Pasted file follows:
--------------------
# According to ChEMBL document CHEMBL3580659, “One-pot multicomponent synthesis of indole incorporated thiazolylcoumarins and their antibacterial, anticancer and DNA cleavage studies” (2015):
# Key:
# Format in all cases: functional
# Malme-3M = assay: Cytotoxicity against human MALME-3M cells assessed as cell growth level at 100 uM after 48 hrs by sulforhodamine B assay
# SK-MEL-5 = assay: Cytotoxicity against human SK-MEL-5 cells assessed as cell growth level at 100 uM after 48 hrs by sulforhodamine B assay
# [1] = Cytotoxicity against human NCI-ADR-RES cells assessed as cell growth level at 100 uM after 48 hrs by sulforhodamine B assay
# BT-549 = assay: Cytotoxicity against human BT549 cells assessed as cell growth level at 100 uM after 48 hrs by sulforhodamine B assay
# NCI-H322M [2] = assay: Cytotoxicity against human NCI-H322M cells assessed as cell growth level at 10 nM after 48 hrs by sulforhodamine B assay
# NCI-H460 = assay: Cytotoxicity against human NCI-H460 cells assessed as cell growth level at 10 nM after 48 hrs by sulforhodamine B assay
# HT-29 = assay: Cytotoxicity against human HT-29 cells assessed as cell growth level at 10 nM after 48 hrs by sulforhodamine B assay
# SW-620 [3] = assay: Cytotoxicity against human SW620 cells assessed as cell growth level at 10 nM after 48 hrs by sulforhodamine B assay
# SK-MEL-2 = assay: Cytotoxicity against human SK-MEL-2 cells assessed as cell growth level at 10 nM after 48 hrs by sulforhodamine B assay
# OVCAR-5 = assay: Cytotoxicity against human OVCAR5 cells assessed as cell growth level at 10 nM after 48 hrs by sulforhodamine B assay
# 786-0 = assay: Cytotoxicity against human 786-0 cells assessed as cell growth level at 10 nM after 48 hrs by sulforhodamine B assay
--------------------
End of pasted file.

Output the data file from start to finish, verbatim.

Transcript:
# According to ChEMBL document CHEMBL3580659, “One-pot multicomponent synthesis of indole incorporated thiazolylcoumarins and their antibacterial, anticancer and DNA cleavage studies” (2015):
# Key:
# Format in all cases: functional
# Malme-3M = assay: Cytotoxicity against human MALME-3M cells assessed as cell growth level at 100 uM after 48 hrs by sulforhodamine B assay
# SK-MEL-5 = assay: Cytotoxicity against human SK-MEL-5 cells assessed as cell growth level at 100 uM after 48 hrs by sulforhodamine B assay
# [1] = Cytotoxicity against human NCI-ADR-RES cells assessed as cell growth level at 100 uM after 48 hrs by sulforhodamine B assay
# BT-549 = assay: Cytotoxicity against human BT549 cells assessed as cell growth level at 100 uM after 48 hrs by sulforhodamine B assay
# NCI-H322M [2] = assay: Cytotoxicity against human NCI-H322M cells assessed as cell growth level at 10 nM after 48 hrs by sulforhodamine B assay
# NCI-H460 = assay: Cytotoxicity against human NCI-H460 cells assessed as cell growth level at 10 nM after 48 hrs by sulforhodamine B assay
# HT-29 = assay: Cytotoxicity against human HT-29 cells assessed as cell growth level at 10 nM after 48 hrs by sulforhodamine B assay
# SW-620 [3] = assay: Cytotoxicity against human SW620 cells assessed as cell growth level at 10 nM after 48 hrs by sulforhodamine B assay
# SK-MEL-2 = assay: Cytotoxicity against human SK-MEL-2 cells assessed as cell growth level at 10 nM after 48 hrs by sulforhodamine B assay
# OVCAR-5 = assay: Cytotoxicity against human OVCAR5 cells assessed as cell growth level at 10 nM after 48 hrs by sulforhodamine B assay
# 786-0 = assay: Cytotoxicity against human 786-0 cells assessed as cell growth level at 10 nM after 48 hrs by sulforhodamine B assay